Division flared Monday over the prospect of a tax hike mainly on business that supporters call vital to keep schools on the north side of Lake Murray among the best in South Carolina.
Lexington-Richland 5 officials are weighing a property tax hike as much as $94 for operations, the second-highest under consideration in spending plans taking shape for classrooms in the Midlands.
“If we are not careful, we will become ordinary,” Superintendent Stephen Hefner said in urging the maximum tax hike instead of spending cuts that he said will start to hinder instruction.
But the tax hike suggested is too much for some long-time school supporters.
“You need to look at what you’re doing,” said Albert Bueno of Chapin, operators of a data information company. “You need to tighten your belt – these are tough times for everybody.”
School officials need to start looking at economizing more and relying less on “bracket creep” through consistent tax hikes, Susan Baker of Chapin added.
Some of the seven school board members back the tax hike while others are uncertain as a decision on it approaches.
“It’s going to hurt business more in the long run to deny schools the funding they have to have,” board member Ed White said.
The leader of one business group suggested top-rated schools sometimes require higher taxes. “We want to keep the tax burden as low as possible for our businesses and ask that you continue to find ways to maintain our schools’ superior performance with the least possible impact on business,” said Tiffany Boyce Heitzman of the Greater Irmo Chamber of Commerce.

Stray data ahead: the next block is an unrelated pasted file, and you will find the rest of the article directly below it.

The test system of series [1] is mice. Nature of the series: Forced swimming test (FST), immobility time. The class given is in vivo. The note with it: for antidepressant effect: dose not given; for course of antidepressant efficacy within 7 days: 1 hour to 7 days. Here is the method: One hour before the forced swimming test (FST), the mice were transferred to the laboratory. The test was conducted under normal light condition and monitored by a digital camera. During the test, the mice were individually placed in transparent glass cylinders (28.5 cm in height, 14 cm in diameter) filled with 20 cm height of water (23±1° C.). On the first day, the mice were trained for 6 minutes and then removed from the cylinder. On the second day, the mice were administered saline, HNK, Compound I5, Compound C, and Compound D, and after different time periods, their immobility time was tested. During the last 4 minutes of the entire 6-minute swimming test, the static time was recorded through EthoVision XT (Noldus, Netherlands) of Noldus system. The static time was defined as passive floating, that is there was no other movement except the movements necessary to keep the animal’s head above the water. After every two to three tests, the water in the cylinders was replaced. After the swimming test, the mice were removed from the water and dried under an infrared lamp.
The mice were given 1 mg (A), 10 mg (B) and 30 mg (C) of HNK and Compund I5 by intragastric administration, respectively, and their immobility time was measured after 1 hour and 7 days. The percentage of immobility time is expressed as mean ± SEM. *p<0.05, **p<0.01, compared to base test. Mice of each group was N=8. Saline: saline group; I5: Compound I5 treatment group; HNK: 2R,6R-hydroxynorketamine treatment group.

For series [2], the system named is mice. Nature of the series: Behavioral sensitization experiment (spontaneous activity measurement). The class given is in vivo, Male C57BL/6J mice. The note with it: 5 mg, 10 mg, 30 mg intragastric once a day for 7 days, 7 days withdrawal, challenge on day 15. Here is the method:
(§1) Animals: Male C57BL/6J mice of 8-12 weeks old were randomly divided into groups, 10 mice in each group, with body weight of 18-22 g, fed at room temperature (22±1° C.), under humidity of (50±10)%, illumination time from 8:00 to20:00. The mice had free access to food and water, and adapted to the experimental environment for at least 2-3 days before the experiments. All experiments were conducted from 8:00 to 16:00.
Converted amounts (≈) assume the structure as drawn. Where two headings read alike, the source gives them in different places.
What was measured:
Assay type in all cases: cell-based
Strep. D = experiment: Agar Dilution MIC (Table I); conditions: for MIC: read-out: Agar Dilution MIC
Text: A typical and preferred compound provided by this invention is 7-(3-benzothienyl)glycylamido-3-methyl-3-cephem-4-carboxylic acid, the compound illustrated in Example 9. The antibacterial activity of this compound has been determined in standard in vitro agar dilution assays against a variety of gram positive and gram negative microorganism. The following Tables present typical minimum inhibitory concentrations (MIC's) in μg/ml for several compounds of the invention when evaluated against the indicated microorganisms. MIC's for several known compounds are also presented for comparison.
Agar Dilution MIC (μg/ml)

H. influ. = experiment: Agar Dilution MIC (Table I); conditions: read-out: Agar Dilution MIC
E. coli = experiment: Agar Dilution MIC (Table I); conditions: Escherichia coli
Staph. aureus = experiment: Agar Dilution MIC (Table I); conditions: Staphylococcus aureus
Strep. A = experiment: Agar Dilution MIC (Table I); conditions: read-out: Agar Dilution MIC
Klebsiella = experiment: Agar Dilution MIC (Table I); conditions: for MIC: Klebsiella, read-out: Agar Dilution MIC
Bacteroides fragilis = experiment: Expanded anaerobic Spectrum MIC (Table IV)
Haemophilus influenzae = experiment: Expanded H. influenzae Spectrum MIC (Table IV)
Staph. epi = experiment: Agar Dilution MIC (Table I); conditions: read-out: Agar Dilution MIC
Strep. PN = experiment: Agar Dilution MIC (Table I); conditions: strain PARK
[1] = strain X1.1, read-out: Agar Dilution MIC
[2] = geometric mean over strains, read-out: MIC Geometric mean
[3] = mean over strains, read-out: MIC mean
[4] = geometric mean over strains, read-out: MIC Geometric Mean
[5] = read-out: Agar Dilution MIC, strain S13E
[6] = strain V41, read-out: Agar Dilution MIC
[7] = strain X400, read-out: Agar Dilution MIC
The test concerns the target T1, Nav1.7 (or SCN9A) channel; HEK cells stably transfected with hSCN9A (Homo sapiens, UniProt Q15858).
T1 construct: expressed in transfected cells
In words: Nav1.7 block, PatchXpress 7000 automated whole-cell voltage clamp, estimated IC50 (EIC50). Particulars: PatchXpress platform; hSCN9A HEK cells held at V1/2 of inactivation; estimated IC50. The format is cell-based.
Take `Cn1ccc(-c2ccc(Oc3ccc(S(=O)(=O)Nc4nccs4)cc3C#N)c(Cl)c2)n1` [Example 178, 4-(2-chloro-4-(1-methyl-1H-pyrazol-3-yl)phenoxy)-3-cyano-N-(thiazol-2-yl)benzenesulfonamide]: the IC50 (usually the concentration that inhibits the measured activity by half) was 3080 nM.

Former board member Kim Murphy of Chapin agreed instruction should be protected most but said “exorbitant spending” can be eliminated, such as the pay raise given to board members.
Hefner supported cuts of $1.5 million for things such as supplies and travel, but said more threaten to affect academic performance.
The fuss is over an increase smaller than one awaiting approval in fast-growing Lexington 1.
Increases for area schools proposed range from nearly $32 in Lexington 3 to $119 in Lexington 1 on commercial equipment and facilities valued at $100,000. Vehicles owners pay much smaller amounts.
Homes are exempt from tax increases for school operations.
The school increases taking shape are at least double recent levels.
Educators say they have little choice.
The jump stems mainly from what officials said is determination to keep student-teacher ratios from climbing and the need for employee pay raises amid declining state aid and slower local property tax growth.
Unlike others, Richland 1 and Lexington 2 are not seeking to raise taxes for operations.
But taxes in both are going up on homes and businesses for new facilities and building renovations.
In Richland 1, the $60 million package of new athletic facilities and other improvements means $60 more a year on a home valued at $100,000.
The increase in Lexington 2 will be $120 more a year for a home valued at $100,000 after voters approved the step to pay for $225 million in new facilities and renovations.
Stores, shops and industry will pay even more in both areas, although amounts will vary.
Reach Flach at (803) 771-8483